After studying this chapter, you should be able to:
- Locate the pre-Bötzinger complex and describe its role in producing spontaneous respiration.
- Identify the location and probable functions of the dorsal and ventral groups of respiratory neurons, the pneumotaxic center, and the apneustic center in the brain stem.
- List the specific respiratory functions of the vagus nerves and the respiratory receptors in the carotid body, the aortic body, and the ventral surface of the medulla oblongata.
- Describe and explain the ventilatory responses to increased CO2 concentrations in the inspired air.
- Describe and explain the ventilatory responses to decreased O2 concentrations in the inspired air.
- Describe the effects of each of the main nonchemical factors that influence respiration.
- Describe the effects of exercise on ventilation and O2 exchange in the tissues.
- Define periodic breathing and explain its occurrence in various disease states.
Spontaneous respiration is produced by rhythmic discharge of motor neurons that innervate the respiratory muscles. This discharge is totally dependent on nerve impulses from the brain; breathing stops if the spinal cord is transected above the origin of the phrenic nerves. The rhythmic discharges from the brain that produce spontaneous respiration are regulated by alterations in arterial Po2, Pco2, and H+ concentration, and this chemical control of breathing is supplemented by a number of nonchemical influences. The physiological bases for these phenomena are discussed in this chapter.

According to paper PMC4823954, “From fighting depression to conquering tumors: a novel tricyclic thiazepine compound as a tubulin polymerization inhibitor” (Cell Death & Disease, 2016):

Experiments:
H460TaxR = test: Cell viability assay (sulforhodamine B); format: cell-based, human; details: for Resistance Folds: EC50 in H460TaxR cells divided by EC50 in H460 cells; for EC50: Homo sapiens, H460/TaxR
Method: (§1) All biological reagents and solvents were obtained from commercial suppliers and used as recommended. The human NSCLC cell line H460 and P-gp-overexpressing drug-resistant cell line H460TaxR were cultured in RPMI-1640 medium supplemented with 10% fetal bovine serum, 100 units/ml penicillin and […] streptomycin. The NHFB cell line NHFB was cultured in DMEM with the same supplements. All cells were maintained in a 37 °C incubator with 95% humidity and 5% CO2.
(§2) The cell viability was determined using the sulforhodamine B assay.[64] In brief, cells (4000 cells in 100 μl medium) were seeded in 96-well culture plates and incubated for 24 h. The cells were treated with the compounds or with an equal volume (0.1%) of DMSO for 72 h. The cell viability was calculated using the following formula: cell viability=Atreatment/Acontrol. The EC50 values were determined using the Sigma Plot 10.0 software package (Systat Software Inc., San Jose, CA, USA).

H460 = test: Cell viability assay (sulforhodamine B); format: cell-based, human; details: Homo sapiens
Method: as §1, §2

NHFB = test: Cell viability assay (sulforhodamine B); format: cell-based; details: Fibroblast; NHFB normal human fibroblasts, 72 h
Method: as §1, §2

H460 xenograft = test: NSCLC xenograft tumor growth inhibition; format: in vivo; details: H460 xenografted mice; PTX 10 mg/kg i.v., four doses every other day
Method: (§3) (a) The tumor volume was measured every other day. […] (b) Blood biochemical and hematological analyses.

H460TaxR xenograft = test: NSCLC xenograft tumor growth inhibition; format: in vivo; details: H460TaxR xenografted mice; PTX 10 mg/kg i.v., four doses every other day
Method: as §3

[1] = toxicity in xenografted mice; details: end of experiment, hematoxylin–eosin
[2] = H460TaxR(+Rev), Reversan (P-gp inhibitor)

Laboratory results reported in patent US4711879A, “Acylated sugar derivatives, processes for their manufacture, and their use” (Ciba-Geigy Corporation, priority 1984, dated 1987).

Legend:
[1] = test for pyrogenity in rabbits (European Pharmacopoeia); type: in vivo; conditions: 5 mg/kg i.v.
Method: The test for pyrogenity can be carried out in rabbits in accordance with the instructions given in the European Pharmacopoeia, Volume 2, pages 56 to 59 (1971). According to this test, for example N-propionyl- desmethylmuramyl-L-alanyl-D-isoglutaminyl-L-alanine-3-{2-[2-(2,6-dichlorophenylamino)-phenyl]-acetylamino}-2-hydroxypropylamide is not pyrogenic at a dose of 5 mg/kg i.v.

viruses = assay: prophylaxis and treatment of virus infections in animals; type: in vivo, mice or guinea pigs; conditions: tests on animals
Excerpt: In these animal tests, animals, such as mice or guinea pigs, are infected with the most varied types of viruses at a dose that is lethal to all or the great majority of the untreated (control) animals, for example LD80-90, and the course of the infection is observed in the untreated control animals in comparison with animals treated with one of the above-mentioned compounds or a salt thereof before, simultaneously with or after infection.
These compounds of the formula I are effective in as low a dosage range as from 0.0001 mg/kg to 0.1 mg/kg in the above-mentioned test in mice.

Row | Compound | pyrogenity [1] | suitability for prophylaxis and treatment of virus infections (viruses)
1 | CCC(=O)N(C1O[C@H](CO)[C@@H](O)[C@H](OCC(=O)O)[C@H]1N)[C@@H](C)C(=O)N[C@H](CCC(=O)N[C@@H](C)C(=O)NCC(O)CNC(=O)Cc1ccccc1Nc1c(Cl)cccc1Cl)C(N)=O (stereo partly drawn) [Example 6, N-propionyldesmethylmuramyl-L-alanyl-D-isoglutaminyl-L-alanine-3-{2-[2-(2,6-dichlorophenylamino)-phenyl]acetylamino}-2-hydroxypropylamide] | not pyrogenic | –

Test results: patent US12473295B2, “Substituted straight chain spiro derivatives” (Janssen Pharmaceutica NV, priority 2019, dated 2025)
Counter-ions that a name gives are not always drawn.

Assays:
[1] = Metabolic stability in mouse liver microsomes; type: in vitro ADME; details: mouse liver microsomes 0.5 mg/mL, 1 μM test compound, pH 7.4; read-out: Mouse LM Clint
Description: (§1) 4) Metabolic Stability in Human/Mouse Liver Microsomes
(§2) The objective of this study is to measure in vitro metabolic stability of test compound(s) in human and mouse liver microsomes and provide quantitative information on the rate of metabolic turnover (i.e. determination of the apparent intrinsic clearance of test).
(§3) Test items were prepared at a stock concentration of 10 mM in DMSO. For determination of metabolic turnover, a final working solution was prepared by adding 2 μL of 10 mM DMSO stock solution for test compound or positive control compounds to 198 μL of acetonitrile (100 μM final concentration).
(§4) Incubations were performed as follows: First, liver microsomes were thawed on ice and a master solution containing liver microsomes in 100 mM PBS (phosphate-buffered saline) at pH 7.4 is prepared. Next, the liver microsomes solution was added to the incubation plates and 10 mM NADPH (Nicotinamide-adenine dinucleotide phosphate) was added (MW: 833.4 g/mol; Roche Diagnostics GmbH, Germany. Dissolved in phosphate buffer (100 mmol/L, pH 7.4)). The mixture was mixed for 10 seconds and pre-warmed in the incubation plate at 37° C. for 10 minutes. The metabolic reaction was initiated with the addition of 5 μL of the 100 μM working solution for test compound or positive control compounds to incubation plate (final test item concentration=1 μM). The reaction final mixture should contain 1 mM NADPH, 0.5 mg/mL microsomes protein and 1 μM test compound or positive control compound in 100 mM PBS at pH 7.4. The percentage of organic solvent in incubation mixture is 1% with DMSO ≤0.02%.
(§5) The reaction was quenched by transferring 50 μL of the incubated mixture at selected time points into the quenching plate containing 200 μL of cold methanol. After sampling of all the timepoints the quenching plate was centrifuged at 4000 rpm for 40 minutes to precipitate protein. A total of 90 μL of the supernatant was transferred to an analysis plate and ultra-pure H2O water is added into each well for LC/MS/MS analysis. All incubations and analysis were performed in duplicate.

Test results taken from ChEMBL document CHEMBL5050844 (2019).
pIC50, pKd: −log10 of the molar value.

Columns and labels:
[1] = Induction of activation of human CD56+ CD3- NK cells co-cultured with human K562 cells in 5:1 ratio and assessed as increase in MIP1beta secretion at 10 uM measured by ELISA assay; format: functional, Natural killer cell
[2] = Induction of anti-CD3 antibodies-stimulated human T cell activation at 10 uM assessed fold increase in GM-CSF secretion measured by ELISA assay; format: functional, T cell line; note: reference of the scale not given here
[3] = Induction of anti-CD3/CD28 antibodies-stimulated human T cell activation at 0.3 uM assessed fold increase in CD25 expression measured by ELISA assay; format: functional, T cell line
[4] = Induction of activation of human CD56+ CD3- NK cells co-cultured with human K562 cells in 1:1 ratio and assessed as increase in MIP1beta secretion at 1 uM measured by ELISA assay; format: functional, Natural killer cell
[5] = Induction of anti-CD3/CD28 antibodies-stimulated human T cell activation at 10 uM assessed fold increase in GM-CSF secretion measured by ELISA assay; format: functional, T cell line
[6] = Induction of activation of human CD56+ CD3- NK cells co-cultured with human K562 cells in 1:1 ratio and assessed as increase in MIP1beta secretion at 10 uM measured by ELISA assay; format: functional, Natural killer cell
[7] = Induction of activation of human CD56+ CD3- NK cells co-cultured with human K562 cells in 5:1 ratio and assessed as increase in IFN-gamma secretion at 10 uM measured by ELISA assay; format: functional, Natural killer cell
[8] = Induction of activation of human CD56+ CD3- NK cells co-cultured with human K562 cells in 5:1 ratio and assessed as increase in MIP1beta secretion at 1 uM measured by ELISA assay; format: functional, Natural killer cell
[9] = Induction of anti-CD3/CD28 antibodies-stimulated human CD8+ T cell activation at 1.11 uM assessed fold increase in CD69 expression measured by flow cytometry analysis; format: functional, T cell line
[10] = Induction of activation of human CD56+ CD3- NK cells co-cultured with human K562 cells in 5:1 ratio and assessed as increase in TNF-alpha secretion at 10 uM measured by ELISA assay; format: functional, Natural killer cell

Two separate neural mechanisms regulate respiration. One is responsible for voluntary control and the other for automatic control. The voluntary system is located in the cerebral cortex and sends impulses to the respiratory motor neurons via the corticospinal tracts. The automatic system is driven by a group of pacemaker cells in the medulla. Impulses from these cells activate motor neurons in the cervical and thoracic spinal cord that innervate inspiratory muscles. Those in the cervical cord activate the diaphragm via the phrenic nerves, and those in the thoracic spinal cord activate the external intercostal muscles. However, the impulses also reach the innervation of the internal intercostal muscles and other expiratory muscles.
The motor neurons to the expiratory muscles are inhibited when those supplying the inspiratory muscles are active, and vice versa. Although spinal reflexes contribute to this reciprocal innervation, it is due primarily to activity in descending pathways. Impulses in these descending pathways excite agonists and inhibit antagonists. The one exception to the reciprocal inhibition is a small amount of activity in phrenic axons for a short period after inspiration. The function of this postinspiratory output appears to be to brake the lung's elastic recoil and make respiration smooth.
The main components of the respiratory control pattern generator responsible for automatic respiration are located in the medulla. Rhythmic respiration is initiated by a small group of synaptically coupled pacemaker cells in the pre-Bötzinger complex...